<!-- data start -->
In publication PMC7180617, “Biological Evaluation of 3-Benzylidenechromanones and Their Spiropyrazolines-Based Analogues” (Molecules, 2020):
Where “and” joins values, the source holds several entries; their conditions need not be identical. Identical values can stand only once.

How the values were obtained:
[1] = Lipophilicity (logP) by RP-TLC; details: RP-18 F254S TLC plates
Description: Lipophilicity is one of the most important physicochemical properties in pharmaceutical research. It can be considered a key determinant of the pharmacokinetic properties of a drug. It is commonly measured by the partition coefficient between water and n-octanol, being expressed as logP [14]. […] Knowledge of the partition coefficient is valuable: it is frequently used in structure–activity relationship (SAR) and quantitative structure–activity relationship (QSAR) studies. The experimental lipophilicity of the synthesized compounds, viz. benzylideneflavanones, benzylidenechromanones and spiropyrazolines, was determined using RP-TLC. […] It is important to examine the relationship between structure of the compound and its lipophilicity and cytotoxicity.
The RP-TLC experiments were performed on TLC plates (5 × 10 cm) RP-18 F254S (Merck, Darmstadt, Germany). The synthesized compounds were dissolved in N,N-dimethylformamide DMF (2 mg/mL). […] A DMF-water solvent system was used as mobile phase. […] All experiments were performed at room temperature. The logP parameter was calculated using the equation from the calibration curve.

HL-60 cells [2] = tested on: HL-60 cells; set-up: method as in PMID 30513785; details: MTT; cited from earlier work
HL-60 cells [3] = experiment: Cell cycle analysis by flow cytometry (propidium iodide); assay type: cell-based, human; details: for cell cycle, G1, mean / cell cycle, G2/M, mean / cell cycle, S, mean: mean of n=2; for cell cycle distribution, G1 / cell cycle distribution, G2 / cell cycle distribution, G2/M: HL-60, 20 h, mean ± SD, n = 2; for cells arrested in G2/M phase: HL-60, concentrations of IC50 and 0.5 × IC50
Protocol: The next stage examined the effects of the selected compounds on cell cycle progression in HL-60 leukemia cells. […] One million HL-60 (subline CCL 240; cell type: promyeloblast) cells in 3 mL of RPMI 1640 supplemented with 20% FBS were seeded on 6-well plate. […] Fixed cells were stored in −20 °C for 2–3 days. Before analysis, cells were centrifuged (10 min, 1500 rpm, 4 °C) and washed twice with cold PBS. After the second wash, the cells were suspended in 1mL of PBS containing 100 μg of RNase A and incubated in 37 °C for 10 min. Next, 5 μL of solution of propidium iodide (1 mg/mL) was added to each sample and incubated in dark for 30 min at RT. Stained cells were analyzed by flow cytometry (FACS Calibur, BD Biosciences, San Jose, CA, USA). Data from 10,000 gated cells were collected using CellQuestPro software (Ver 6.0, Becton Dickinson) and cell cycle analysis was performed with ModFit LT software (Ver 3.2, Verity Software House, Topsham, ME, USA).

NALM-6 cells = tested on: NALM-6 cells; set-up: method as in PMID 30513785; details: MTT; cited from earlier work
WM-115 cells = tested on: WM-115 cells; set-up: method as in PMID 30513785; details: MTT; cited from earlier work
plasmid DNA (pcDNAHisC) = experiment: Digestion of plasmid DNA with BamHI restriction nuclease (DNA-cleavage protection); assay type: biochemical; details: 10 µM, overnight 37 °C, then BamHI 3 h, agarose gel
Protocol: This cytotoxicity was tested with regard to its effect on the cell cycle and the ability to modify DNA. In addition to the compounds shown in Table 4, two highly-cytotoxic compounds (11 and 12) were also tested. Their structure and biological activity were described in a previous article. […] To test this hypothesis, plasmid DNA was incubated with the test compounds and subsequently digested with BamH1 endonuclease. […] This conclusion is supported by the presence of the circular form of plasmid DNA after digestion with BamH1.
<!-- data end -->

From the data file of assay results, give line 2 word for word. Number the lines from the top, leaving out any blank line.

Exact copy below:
Where “and” joins values, the source holds several entries; their conditions need not be identical. Identical values can stand only once.